As a result, the price of many key com_modities has hit record highs over the past 12 months. But if the dollar starts strengthening, as it did in early May after the publication of encouraging employment data in the US, it is likely commodities prices will fall. On 1 May, oil futures fell more than $2.50 after the dollar rose to a one-month high against the euro.

    This supports Opec’s claim that market traders currently have greater control over oil prices than oil producers.

    «The fundamentals are not controlling the price,» said Mohammed al-Olaim, Kuwait’s acting Oil & Gas Minister, on 30 April. «You cannot control the price, you cannot predict it, because there are factors controlling the market other than the fundamentals of supply and demand.»

    This view is echoed by Qatari Oil Minister Abdullah bin Hamad al-Attiyah. «Every time the dollar falls, oil goes up as speculators just move to the oil markets,» says Al-Attiyah. «What I hear today is panic about the oil price, nothing about supply.»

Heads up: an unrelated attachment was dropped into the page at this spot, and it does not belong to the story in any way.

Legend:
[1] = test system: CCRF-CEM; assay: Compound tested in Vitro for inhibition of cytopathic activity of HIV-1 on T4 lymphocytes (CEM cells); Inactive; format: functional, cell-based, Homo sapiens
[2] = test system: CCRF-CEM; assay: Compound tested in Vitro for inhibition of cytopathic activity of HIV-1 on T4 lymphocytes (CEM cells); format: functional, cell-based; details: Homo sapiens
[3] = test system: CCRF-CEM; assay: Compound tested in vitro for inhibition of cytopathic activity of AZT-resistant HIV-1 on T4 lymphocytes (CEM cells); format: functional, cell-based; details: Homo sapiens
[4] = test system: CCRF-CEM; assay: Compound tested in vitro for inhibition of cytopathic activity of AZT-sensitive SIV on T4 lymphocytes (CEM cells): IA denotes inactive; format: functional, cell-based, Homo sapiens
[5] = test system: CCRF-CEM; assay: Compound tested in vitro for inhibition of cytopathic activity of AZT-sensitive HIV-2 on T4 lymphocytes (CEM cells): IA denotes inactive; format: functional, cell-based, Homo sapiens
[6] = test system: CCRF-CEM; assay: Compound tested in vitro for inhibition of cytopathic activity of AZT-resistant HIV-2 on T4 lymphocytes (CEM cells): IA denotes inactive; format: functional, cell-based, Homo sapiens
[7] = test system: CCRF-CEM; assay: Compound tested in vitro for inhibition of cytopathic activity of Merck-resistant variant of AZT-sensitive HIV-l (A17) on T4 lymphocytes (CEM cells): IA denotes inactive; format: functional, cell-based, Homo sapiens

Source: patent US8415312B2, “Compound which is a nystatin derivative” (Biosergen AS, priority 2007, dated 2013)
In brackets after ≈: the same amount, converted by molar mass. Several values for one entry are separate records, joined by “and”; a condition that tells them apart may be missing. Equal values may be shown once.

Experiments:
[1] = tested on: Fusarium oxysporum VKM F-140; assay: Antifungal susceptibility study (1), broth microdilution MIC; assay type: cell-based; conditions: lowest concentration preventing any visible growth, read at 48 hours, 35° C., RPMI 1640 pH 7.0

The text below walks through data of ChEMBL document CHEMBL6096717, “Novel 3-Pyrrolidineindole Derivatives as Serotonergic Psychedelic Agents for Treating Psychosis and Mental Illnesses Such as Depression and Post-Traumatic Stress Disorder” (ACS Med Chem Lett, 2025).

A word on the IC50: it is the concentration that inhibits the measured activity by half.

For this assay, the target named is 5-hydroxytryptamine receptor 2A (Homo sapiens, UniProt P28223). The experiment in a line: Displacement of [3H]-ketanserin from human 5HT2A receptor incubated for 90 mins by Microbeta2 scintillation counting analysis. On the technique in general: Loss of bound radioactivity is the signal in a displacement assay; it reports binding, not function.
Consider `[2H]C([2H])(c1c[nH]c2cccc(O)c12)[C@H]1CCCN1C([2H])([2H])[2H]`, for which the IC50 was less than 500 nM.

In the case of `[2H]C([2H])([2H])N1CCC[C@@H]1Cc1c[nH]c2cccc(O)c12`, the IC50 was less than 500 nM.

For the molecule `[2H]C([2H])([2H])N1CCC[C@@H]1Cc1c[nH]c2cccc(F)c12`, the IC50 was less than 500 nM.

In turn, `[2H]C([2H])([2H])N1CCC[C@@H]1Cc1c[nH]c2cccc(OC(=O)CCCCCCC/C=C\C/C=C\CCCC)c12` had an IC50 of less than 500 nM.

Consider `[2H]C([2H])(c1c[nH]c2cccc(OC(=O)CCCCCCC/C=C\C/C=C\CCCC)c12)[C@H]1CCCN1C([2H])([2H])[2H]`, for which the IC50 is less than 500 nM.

Oil supply and demand data suggests there is plenty of oil in the marketplace. «One simple way of looking at it is to look at OECD [Organisation for Economic Co-operation & Development] inventories of oil, which stood at 53.5 days of supply at the end of last year, according to the IEA [International Energy Agency],» says Evans. «That is above the five-year average. So when Opec says there is no physical shortage, these statistics confirm that.

    «If Opec increases production, it would create an even larger surplus. And while it would be a responsible position for it to take, we cannot really expect it to act against its own economic interests.»